How Brass is Made and Used in Manufacturing(custom cnc parts Valentine)
- source:BAGANZ CNC Machining
Producing Brass Alloys
Brass is made by combining molten copper and zinc in varying proportions to create different brass alloys. The amount of zinc content, known as the zinc equivalence, determines the properties and classification of the brass alloy. Here are some common brass alloys and their zinc content:
- Red brass - 15% to 20% zinc - Used for plumbing fittings and steam fittings
- Yellow brass - 33% zinc - Most common type used for everyday brass objects
- Naval brass - 39% zinc - Heat resistant and used for ship propellers and gears
- Cartridge brass - 30% zinc - Used for making ammunition cartridges
- Low brass - 5% to 20% zinc - Cheaper substitute for bronzes
The zinc content affects the color, hardness, melting point, ductility, strength, and machinability of the alloy. Other elements like tin, manganese, silicon, aluminum, lead, and iron may also be added in small amounts to produce leaded brass, free-machining brass, and other specialty alloys.
Melting and Mixing
To produce brass, copper is melted and heated to about 1,900°F to reach a molten state. Zinc is then added and thoroughly mixed in precise amounts to achieve the desired zinc content. Most commercial brass is made by this hot-mixing process using large furnaces and careful control of temperatures and zinc additions. For some specialty alloys, the copper and zinc may be pre-mixed as powders or shavings before being melted together.
The molten brass can then be poured into molds or continuously cast by pouring the brass into water-cooled rolls to form long sheets or rods. The cooling and solidification process is carefully controlled to ensure the right crystalline structure and prevent cracking or voids in the solid brass. Proper mixing, pouring, and cooling helps maximize the ductility and workability of the finished brass alloy.
Forming Brass Objects
Brass can be formed into a wide array of products using several processes:
Extrusion - Brass rods are pushed through a steel die to form long lengths of brass stock with a specific cross-section such as bars, tubes, and specialty profiles.
Rolling - Preheated brass sheets are passed through successive rolling mill stands to reduce thickness and achieve a desired temper and mechanical properties.
Drawing - Annealed brass tubes or rods are pulled through a die or series of dies to reduce diameter and increase tensile strength.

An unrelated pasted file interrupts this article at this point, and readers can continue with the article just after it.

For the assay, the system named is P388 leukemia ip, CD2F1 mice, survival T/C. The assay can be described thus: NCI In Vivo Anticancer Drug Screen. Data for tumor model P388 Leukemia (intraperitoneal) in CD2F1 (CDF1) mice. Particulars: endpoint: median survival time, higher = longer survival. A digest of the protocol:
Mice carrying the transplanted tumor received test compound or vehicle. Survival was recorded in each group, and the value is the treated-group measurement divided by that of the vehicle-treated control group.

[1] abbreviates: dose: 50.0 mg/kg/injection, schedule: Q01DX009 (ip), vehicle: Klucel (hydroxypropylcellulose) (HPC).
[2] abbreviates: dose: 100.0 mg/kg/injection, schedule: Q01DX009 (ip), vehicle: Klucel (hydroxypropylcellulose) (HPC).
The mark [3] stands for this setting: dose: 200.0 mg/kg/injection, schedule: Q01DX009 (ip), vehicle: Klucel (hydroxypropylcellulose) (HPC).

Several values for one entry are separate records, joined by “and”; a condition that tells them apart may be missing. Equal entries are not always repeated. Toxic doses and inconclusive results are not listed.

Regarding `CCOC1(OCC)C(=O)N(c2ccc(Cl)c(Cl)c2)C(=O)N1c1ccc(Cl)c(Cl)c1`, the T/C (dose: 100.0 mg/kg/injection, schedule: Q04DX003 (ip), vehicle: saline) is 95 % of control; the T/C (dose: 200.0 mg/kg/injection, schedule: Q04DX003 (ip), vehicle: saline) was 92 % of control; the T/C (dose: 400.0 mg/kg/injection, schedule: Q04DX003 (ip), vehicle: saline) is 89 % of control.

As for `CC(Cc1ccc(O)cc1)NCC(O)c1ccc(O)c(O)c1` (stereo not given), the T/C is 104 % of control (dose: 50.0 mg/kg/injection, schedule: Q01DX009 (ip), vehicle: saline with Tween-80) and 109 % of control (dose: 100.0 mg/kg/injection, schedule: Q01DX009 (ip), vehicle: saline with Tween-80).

Forging - Brass stock is pressed into high-pressure dies to form a rough shape then annealed repeatedly as working continues to form complex forged parts.
Stamping - Sheet brass is blanked and drawn into shapes using stamping presses and dies to make components like washers, contacts, and brackets.
In addition to these forming processes, brass parts can also be machined with lathes, mills, drills, and other cutting tools to achieve final dimensions and surface finishes. Machining is typically done on annealed brass to improve cutting performance and prevent cracking.
Brass for Architecture, Plumbing, and Decor
Brass has been used since ancient times for architectural fixtures, decorative items, altars, coins, musical instruments, and more. The impressive gold-like sheen and excellent acoustic properties make brass a versatile metal for functional and ornamental use. Some specific examples include:
- Door knobs, door handles, and kick plates
- Faucets, valves, fittings, and plumbing fixtures
- Lighting fixtures like lamps, chandeliers, and sconces
- Bells, gongs, bugles, trumpets, trombones, and other musical instruments
- Sculptures, statues, plaques, memorials, and architectural accents
- Locks, hinges, bolts, screws, nuts, fasteners, and hardware
- Altars, crosses, menorahs, vases, bowls, and religious symbols
- Bar tops, railings, frames, furniture accents, and decor
Over time, a soft patina forms on brass from oxidation and contact with air and moisture. This living finish adds an antique charm, depth, and character to brass objects. The malleable and acoustic properties of brass alloys have made brass a mainstay material that enhances buildings and artwork across all decorative styles and time periods.
Brass for Machinery, Electronics, and More
Beyond its decorative uses, brass's strength, wear resistance, and anti-galling properties make it an important metal for precision parts across many industries. Some examples include:
- Gears, bearings, bushings, worm gears, and clock parts
- Electrical contacts, terminals, springs, and other components
- Ammunition and bullet casings, primers, and firearm components
- Plumbing fittings, valves, pipe nipples, elbows, and compression fittings
- Marine components like propellers, fittings, fasteners, impellers, and shafts
- Telecommunications copper alloy wire, RFI shielding, and radio components
- Automotive radiator cores, terminals, valves, carburetor components
- Refrigeration, HVAC, and heat exchanger components
- Metal bellows, diaphragms, thermocouples, safety valves
Machinists rely on cartridge brass and free-machining brass alloys to achieve tight tolerances and superior surface finishes on parts. The excellent formability, machinability, and dimensional stability of brass has led to its utilization across many critical industries and applications.
Brass remains a go-to material for both decorative and functional manufacturing. Understanding how the proportions of copper and zinc affect the properties and workability of the alloy gives insight into why brass has been relied on for thousands of years. Advancements in production processes and machining technologies will ensure brass continues to be valued in manufacturing for generations to come. CNC Milling